Follow along as Today’s Parent senior editor Tracy Chappell shares her refreshingly positive take on parenting her two young daughters. She’s been blogging her relatable experiences for our publication since 2005.
I’m no Martha Stewart. My house is evidence enough but, if you need further proof, it’s my approach to my kids’ birthday parties. I threw what I hope will be my very last princess party this weekend, for Avery’s fifth birthday (which isn’t until September, but she wanted a party with her preschool friends before heading to SK next week). I did something I’ve never done before: I hired entertainment. Belle, to be exact. It was so wonderful (I’m saying that in her prefect Disney princess voice) and while it seems elaborate, really, it was a matter of me coughing up some cash to take the pressure off. And, since it was the last of its kind, I decided it was worth it. And it totally was — Avery’s face was priceless and the girls were completely absorbed by this woman’s games, songs, dances and activities.
A party like this might be standard in other circles, but I’ve taken a less-is-more approach to my previous 11 birthday celebrations for my daughters. I’ve broken all the birthday rules — or everything Pinterest might have you believe must be done.
Here’s what I see as the six party commandments — and how I’ve broken them:
1) Thou shalt have a theme: I remember my bewilderment when I first discovered that “It’s my kid’s birthday, come and eat cake with us” wasn’t enough of a theme for a birthday party. I’ll never forget the party my friend threw a few years ago (and she’s amazing, so don’t misinterpret this as a dig). It was a Dr. Seuss-themed party and they covered their house with big, colourful polka-dots. Our jaws collectively dropped as we pulled up. And it only got more impressive from there. I’ve dabbled in themes over the years — Anna’s pyjama party was the best because it was incredibly easy (no one even had to get dressed!) — and while I continue to be wowed by my pals’ parties, we mostly still just do “It’s my kid’s birthday, come and eat cake with us.”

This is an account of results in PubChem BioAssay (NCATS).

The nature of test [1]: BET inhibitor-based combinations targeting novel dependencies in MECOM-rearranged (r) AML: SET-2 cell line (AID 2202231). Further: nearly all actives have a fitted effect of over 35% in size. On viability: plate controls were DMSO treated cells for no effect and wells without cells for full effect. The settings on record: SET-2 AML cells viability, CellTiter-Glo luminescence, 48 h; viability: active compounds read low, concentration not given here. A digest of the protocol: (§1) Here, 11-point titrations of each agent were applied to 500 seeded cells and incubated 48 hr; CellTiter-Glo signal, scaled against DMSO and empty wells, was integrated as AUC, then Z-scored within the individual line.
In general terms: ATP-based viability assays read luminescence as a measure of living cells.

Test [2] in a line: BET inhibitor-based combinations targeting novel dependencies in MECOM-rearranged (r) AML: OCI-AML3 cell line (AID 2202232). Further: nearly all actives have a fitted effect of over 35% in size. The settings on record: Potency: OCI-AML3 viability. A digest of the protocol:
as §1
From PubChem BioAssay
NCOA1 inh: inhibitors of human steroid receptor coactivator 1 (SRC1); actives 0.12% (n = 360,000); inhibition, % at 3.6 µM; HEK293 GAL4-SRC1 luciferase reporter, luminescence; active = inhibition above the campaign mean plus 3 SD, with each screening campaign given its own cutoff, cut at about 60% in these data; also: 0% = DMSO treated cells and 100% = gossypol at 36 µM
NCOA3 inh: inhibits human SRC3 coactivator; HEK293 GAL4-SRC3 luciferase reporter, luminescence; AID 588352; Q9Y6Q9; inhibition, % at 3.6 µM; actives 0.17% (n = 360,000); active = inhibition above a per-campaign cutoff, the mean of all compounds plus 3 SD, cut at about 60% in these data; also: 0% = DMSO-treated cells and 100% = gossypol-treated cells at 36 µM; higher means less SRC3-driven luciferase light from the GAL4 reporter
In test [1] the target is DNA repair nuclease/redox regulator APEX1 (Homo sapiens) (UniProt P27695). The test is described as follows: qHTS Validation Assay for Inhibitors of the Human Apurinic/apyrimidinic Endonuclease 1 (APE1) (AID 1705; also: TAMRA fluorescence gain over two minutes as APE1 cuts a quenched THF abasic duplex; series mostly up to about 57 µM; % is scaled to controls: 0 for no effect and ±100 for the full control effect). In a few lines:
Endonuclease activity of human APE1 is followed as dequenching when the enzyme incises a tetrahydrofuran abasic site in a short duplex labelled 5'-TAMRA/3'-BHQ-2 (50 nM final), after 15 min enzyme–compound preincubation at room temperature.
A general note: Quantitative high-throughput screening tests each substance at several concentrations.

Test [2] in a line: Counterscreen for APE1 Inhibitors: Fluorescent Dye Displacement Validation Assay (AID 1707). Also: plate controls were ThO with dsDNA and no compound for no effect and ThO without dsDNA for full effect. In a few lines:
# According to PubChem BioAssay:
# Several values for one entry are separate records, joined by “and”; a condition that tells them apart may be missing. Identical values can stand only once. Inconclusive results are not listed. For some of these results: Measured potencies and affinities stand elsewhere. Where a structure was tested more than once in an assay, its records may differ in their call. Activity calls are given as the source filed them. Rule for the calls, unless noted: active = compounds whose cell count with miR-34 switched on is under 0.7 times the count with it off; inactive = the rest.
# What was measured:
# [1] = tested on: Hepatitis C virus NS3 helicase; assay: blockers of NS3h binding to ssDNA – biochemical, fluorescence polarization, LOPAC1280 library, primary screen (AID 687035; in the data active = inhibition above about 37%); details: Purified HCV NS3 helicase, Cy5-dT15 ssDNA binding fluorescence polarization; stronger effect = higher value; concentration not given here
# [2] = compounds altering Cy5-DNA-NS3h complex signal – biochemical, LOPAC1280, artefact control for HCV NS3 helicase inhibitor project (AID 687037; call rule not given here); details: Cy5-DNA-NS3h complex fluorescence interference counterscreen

2) Thou shalt think big: This Pinterest-obsessed world can have you thinking that your party has to be beautiful and trendy and matchy-matchy, thought through to the tiniest detail. Don’t believe it! It’s a party for a child, who won’t care if your napkins were autographed and imported from Disney World. Before social media, no one but your nearest and dearest knew what went down on party day, and it was OK. It still is. Between getting gum out of your child’s hair and shoving everything under the bed because company’s coming, you’ve already got your hands full. Don’t feel you have to overthink it, or make every part of your party (down to bathroom décor) match your theme (if you have one). Kids don’t need all that jazz to feel celebrated.